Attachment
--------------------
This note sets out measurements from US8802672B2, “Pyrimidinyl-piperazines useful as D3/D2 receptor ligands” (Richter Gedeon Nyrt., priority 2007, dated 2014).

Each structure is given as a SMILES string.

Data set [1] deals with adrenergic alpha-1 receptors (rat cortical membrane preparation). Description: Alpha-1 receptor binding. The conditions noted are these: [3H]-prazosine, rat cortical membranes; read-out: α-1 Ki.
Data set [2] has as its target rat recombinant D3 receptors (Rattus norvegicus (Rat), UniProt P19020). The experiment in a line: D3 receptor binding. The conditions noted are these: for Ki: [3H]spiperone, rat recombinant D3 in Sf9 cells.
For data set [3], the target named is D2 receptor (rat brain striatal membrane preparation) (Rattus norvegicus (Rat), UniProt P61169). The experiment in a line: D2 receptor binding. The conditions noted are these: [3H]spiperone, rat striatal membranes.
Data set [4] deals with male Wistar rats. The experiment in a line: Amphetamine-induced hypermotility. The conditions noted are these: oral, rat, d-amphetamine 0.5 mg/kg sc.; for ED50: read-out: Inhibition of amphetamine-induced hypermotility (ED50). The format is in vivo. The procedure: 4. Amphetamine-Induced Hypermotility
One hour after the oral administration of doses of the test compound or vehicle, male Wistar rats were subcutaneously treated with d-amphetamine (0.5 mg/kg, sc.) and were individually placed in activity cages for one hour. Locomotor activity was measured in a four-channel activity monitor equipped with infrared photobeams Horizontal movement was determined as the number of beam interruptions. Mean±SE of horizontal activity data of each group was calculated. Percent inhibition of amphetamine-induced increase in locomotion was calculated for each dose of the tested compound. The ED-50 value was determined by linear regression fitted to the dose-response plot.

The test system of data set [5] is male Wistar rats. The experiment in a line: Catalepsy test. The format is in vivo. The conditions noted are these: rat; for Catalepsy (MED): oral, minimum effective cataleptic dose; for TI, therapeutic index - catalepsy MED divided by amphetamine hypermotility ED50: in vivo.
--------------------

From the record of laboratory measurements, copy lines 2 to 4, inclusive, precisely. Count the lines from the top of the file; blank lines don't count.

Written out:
Each structure is given as a SMILES string.

Data set [1] deals with adrenergic alpha-1 receptors (rat cortical membrane preparation). Description: Alpha-1 receptor binding. The conditions noted are these: [3H]-prazosine, rat cortical membranes; read-out: α-1 Ki.
Data set [2] has as its target rat recombinant D3 receptors (Rattus norvegicus (Rat), UniProt P19020). The experiment in a line: D3 receptor binding. The conditions noted are these: for Ki: [3H]spiperone, rat recombinant D3 in Sf9 cells.